<Summit Friendlies> He played on the Chinese team that lost to Russia in the Russia - China (2009) summit event. A few years later Ding was a member of the Chinese team at the Russia - China (2012) summit, which was won by China in the classical section, although Russia won the overall event. In April 2015 he helped China defeat India in their summit match in Hyderabad. Ding was also a member of the Chinese team in the novel China - Russia Challenge (2015) event, which involves one member of each team playing one game at a time, with the winner of the game remaining to play opponents from the next team until he loses, at which time the new winner "defends the stage" against the next opponent(s) from the other team. In his match up against Sergey Karjakin, Ding drew the classical game and traded wins in the two blitz tiebreakers before bowing out in the Armageddon blitz game that Karjakin drew as Black. The second half of the event was completed at the end of 2015, and won by Russia.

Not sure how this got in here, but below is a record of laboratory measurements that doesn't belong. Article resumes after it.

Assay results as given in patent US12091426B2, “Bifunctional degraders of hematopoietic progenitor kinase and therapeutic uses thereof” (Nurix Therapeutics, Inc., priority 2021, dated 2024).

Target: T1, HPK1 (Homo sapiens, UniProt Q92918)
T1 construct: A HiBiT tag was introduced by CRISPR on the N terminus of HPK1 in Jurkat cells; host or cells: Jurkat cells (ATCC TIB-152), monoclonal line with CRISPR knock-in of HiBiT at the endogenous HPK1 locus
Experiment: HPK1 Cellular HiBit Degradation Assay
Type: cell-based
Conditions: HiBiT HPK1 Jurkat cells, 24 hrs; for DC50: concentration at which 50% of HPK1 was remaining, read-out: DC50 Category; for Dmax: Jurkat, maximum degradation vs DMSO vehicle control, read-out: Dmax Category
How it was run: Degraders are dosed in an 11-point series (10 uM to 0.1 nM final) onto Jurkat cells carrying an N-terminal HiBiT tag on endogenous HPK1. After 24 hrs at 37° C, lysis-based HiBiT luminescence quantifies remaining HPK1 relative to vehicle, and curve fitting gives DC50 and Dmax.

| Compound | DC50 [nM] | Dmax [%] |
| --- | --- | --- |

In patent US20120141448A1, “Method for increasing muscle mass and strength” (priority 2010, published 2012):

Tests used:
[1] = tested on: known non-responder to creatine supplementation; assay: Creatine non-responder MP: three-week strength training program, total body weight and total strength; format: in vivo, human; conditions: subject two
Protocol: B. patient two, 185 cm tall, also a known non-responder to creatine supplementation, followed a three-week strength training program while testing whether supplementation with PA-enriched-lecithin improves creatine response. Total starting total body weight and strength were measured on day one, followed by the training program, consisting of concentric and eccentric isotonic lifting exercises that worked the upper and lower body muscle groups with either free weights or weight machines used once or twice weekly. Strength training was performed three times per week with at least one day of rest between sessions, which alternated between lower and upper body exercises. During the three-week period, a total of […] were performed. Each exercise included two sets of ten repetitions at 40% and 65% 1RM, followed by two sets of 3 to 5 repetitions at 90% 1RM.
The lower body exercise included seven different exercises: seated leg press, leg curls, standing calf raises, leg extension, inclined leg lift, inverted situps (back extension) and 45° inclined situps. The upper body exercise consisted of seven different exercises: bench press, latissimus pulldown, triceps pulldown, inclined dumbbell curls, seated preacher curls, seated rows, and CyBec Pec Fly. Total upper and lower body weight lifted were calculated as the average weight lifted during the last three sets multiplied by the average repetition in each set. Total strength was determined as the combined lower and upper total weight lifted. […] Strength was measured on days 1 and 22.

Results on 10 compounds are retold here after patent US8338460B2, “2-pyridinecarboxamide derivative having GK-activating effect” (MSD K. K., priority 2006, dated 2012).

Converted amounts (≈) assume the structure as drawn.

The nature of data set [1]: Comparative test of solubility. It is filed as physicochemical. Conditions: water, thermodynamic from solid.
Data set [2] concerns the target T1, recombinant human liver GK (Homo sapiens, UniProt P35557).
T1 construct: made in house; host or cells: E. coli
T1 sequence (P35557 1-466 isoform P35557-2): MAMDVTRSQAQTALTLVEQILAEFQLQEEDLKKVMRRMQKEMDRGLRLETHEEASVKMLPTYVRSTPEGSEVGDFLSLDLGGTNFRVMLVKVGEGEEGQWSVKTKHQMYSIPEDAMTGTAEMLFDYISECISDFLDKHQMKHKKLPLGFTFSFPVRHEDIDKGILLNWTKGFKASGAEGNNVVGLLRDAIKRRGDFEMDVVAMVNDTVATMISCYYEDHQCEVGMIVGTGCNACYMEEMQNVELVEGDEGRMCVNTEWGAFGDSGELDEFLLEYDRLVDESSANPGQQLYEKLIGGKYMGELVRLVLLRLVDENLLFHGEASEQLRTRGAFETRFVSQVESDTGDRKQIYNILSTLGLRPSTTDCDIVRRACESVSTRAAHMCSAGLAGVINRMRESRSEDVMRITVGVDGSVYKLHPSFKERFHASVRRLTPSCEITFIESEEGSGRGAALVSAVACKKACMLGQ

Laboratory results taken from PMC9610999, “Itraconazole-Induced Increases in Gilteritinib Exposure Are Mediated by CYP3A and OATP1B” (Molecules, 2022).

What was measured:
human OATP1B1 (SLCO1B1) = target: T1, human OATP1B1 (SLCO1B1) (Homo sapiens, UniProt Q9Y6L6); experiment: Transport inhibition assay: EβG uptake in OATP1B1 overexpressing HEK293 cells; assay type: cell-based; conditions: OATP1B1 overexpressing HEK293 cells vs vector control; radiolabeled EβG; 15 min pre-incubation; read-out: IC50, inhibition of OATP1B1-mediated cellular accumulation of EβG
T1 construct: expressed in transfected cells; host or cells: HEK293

<National Leagues> Ding Liren’s first FIDE rated game was at the 2004 Chinese Team Championship, when he scored 1/4. He has played for the Zhejiang team in the Chinese League since at least 2008 inclusive. During this time, his team took the bronze in 2010 and he has played 134 games with a 67.9% result ( +65 =72 -17) overall. He won team bronze in 2010.

Ding Liren played for the T.S. Alyans team in the Turkish Superleague in 2014, his team placing 5th.

Rapid and Blitz

On 13 May 2012, Ding Liren played in the 11th Asian Blitz Championship and placed equal second with 7/9, half a point behind Wesley So. He participated in the IHMS Mind Games staged in Huai'an in China in 2016. The Mind Games consisted of men and women's groups each contesting rapid, blitz and Basque portions of the event. He won the Basque portion (two rapid games played at the same time against the opponent) of the event after scoring 4/7 in the IMSA Elite Mind Games (Rapid) (2016), a point from the lead, and 17.5/30 in the IMSA Elite Mind Games (Rapid) (2016), two points from the lead.